The purpose of screening is early diagnosis and treatment. Screening tests are usually administered to people without current symptoms, but who may be at high risk for certain diseases or conditions.
The main screening test for osteoporosis is called a
bone mineral density test
(BMD). This is a painless, noninvasive method of measuring your bone mass. A BMD test can detect osteoporosis before a fracture occurs and can estimate your risk of having a fracture in the future.
With a BMD test, your bone mass is measured and then compared to that of either (1) a healthy 30-year-old adult (T-score) or (2) the expected bone mass of someone your age (Z-score). Because low BMD is common among older adults, comparison to peers your age can be misleading. The results of a BMD test will indicate whether you have normal bone density, low bone density (called osteopenia), or full-blown osteoporosis.
There are several types of BMD tests that are used to screen for or diagnose osteoporosis.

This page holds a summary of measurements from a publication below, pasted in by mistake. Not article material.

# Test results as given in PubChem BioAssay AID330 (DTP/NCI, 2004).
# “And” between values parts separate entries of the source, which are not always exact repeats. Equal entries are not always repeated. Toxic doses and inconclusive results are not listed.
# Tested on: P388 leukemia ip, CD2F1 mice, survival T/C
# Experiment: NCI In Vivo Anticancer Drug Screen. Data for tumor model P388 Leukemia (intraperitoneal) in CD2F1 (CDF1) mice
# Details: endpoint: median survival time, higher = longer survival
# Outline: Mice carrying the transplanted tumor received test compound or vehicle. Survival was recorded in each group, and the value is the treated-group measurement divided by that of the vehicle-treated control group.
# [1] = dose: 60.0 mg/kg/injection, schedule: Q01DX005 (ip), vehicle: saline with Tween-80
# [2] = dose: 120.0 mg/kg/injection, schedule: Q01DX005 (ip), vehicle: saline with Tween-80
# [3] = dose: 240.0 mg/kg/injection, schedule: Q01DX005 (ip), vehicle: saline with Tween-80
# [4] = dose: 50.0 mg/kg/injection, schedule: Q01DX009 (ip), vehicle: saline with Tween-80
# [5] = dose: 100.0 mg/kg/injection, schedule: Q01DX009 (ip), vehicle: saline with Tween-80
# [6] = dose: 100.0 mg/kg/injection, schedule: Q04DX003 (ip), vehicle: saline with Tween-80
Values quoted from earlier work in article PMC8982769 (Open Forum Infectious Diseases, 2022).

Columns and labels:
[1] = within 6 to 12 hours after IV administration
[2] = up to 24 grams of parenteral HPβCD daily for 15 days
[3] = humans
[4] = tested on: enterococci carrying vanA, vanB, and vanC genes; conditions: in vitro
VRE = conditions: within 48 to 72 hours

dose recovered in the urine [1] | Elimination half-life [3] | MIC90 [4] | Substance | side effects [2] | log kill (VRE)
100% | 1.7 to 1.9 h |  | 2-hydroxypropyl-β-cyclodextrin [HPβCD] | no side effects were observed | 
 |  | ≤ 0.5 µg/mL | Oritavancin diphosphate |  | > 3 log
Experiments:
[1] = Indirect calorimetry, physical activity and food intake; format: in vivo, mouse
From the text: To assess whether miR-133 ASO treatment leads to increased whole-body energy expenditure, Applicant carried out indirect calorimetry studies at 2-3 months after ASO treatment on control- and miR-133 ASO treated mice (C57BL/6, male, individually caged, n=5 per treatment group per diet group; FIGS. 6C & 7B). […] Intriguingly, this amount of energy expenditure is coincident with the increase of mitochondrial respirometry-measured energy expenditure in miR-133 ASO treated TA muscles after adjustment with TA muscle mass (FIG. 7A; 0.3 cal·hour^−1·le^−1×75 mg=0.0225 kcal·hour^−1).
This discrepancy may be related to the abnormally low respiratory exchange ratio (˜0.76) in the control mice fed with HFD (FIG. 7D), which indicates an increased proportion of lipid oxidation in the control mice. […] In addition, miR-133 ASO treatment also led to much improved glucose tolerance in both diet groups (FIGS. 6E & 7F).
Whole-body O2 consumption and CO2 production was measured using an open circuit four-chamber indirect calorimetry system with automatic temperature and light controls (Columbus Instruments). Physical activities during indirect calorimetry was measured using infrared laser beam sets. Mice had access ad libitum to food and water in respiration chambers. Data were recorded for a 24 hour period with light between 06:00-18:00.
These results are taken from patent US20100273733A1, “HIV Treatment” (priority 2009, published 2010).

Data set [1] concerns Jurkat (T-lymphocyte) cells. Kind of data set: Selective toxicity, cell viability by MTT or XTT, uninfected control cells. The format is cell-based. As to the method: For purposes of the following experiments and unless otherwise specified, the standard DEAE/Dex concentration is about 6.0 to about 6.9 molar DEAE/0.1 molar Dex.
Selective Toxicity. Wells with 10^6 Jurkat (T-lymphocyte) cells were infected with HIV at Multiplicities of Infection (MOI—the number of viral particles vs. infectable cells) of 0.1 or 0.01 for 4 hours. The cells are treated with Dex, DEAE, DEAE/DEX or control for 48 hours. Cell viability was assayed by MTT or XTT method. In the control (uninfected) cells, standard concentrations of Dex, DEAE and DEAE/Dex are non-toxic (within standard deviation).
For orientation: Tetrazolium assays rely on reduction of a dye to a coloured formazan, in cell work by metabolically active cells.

Currently there is no consensus within the medical community regarding BMD screening tests. The decision whether to screen is usually made on an individual basis based on your risk factors. The National Osteoporosis Foundation suggests
the following for
- All women age 65 and older and men age 70 and older, regardless of risk factors
- Postmenopausal women and men aged 50-69 with one or more risk factors for osteoporosis
Clinician's guide to prevention and treatment of osteoporosis. National Osteoporosis Foundation website. Available at:
http://www.nof.org/files/nof/public/content/file/950/upload/523.pdf. Updated 2013. Accessed July 22, 2013.
Osteoporosis. EBSCO DynaMed website. Available at:
http://www.ebscohost.com/dynamed/what.php. Updated July 15, 2013. Accessed July 22, 2013.
5/16/08 DynaMed's Systematic Literature Surveillance
http://www.dynamicmedical.com/what.php: Qaseem A, Snow V, et al; Clinical Efficacy Assessment Subcommittee of the American College of Physicians. Screening for osteoporosis in men: a clinical practice guideline from the American College of Physicians.
Ann Intern Med.
Last reviewed May 2014 by Michael Woods, MD
Please be aware that this information is provided to supplement the care provided by your physician. It is neither intended nor implied to be a substitute for professional medical advice. CALL YOUR HEALTHCARE PROVIDER IMMEDIATELY IF YOU THINK YOU MAY HAVE A MEDICAL EMERGENCY. Always seek the advice of your physician or other qualified health provider prior to starting any new treatment or with any questions you may have regarding a medical condition.
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